01:30 PM - 02:00 PM
Risk Adjustment of Stroke Outcomes for Comparing Hospital Performance: A Modelling Perspective
Stroke is one of the three leading causes of death and a leading cause of long-term disability worldwide. Measuring outcomes after stroke has both major policy and operational implications. Recently the American Heart and Stroke Associations have published a joint statement on this subject. The statement provides an overview of statistical considerations for the evaluation of hospital-level outcomes after stroke and promotes the use of hierarchical or multilevel random effect regression models that use random effect terms to describe hospital-specific effects. It is argued in the joint statement that the proposed approach helps in overcoming the failure to account for variation in case numbers across hospitals and for intra-hospital clustering effects. Using mortality outcome as an example, the random effect modelling approach would generate both the population-expected hospital mortality levels and the hospital-specific predicted mortality levels by applying the regression coefficients generated from all the patients in the sample, but using different values of random intercept. The predicted-over-expected ratio is then multiplied by the unadjusted mortality rate to yield a risk-standardized mortality rate. Generating the predicted values of the hospital-specific intercepts is a non-trivial task and these are computed as a part of Bayesian framework. It is important to note that this strategy is strongly cautioned against in the random-effect regression modelling literature due to the specific technical problems arising with estimation of the cluster-specific random effects.
In this talk we provide a modelling perspective on the use of random-effect regression modelling for risk-adjusted comparison of hospital performance, discuss its advantages and limitations, and compare the random-effect approach to other potential alternative approaches using Australian stroke hospital mortality data as an illustrative context.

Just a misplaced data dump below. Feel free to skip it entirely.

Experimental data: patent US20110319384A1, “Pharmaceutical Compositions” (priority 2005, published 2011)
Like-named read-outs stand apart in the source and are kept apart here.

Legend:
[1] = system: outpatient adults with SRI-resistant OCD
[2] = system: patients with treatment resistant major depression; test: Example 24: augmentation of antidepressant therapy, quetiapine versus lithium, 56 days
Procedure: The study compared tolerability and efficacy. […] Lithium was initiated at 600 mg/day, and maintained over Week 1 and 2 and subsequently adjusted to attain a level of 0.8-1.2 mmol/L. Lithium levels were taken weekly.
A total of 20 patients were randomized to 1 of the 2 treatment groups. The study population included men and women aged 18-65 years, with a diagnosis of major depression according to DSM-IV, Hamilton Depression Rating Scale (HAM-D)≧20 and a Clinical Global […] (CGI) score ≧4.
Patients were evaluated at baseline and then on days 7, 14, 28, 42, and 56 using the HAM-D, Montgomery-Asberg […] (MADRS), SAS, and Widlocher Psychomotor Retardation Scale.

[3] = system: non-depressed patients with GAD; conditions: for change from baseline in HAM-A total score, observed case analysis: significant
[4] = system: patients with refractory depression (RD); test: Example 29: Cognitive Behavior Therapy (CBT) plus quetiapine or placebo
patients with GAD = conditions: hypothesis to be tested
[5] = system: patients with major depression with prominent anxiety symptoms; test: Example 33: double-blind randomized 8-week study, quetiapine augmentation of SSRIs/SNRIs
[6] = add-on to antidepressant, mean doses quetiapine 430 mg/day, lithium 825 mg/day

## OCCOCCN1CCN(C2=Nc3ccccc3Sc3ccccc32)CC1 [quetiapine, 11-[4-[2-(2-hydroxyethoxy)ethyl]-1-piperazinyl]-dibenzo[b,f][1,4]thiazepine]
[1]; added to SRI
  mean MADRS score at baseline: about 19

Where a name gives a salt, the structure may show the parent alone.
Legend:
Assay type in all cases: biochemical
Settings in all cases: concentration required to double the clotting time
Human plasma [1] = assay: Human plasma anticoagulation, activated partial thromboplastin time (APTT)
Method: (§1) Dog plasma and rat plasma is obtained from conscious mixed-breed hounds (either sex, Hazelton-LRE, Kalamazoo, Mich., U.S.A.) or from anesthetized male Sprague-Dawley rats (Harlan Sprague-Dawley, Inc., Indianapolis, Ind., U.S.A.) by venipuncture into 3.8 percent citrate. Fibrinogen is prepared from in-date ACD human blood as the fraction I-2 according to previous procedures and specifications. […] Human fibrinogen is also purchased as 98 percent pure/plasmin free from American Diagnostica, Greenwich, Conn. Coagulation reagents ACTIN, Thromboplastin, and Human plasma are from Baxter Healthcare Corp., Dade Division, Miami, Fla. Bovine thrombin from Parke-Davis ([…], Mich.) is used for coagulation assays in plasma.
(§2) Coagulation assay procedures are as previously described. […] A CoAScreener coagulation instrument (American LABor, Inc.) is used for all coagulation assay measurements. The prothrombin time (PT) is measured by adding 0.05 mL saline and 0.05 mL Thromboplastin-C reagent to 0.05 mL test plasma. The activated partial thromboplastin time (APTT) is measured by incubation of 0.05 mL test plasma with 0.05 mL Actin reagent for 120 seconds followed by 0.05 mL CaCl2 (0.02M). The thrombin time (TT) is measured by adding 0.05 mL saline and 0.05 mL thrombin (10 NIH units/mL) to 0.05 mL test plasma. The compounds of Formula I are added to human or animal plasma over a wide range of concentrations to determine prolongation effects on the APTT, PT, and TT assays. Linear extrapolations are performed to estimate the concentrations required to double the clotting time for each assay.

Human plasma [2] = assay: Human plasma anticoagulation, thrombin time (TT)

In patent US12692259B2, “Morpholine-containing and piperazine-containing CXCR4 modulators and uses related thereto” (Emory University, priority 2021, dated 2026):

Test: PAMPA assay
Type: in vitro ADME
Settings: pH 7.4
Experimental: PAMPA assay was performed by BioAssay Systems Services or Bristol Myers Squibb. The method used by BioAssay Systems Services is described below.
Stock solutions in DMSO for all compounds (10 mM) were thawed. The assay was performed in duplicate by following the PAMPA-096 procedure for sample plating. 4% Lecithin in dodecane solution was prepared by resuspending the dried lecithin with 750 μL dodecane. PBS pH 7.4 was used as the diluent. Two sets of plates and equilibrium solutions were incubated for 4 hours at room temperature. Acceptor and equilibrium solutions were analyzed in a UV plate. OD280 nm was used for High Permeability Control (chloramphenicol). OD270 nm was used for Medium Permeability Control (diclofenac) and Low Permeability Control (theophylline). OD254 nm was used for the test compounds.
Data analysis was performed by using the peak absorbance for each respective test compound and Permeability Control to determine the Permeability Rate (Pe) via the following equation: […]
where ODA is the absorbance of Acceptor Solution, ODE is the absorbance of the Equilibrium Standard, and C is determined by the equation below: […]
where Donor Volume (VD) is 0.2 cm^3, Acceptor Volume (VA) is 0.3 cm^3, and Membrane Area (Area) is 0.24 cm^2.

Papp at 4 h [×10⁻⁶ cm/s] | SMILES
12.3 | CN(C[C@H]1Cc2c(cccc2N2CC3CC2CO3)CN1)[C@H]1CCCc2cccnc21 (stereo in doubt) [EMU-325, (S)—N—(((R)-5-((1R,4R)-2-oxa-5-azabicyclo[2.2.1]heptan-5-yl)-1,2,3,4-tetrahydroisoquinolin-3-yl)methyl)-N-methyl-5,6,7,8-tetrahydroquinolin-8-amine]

02:00 PM - 02:30 PM
Histopathology Laboratory Operations Analysis and Improvement
Histopathology laboratories aim to deliver high quality diagnoses based on patient tissue samples. Indicators for quality are the accuracy of the diagnoses and the diagnostic turnaround times. However, challenges exist regarding employee workload and turnaround times, which both impact the diagnostic quality. This paper proposes a decomposed planning and scheduling method for the histopathology laboratory using (mixed) integer linear programming to improve the spread of workload and reduce the diagnostic turnaround times. First, the batching problem is considered, in which batch completion times are equally divided over the day to spread the workload. This reduces the peaks of physical work available in the laboratory. Thereafter, the remaining processes can be scheduled to minimize the tardiness of orders. Results show that using this decomposed method, the peaks in histopathology workload in UMC Utrecht, a large university medical center in the Netherlands, are reduced with up to 50% by better spreading the workload over the day. Furthermore, turnaround times are reduced with up to 20% compared to current practices. This approach is currently being implemented in the histopathology laboratory of UMC Utrecht.
02:30 PM - 03:00 PM
Knowledge-based Quality Assessment of Radiotherapy Treatment Plans
The aim of radiotherapy treatment (RT) for cancer is to irradiate the tumour while avoiding damage to surrounding healthy organs at risk (OARs). RT planning involves assessment of several objectives related either to the tumour or OARs, leading to multi-objective optimisation problems. The major commercial treatment planning systems use weighted sums of objectives in deriving treatment plans. RT planners iteratively modify plans by adjusting the weights of objectives until clinical planning criteria are met. This iterative trial-and-error nature of RT planning results in an inefficient planning process. At the completion of the planning phase, a plan is produced for the oncologist to review. If a plan is not deemed acceptable it takes more time to produce another plan, without knowing in advance whether the new plan will be considered preferable to previous plans. Assessing RT plan quality is a topic that is receiving attention by researchers and health practitioners.
We propose to measure RT plan quality using a linear-programming-based technique called data envelopment analysis (DEA) that compares each new plan being generated to a library of previously generated clinically acceptable plans. This is not straight-forward as every patient is different, the tumour and OARs will have different shapes in each case, and the relative closeness to OARs will vary. DEA assesses quality based on plan parameters such as dose delivered to the tumour and dose received by OARs while taking into account patient specific variations.
We demonstrate that DEA-based plan assessment works well for prostate and head and neck cancer which can have several OARs and patient dependent volume of OAR overlap with the tumour. We thus obtain a knowledge-based plan quality assessment methodology that builds on a library of plans and captures several plan characteristics such as radiation dose received as well as the patient-specific geometry.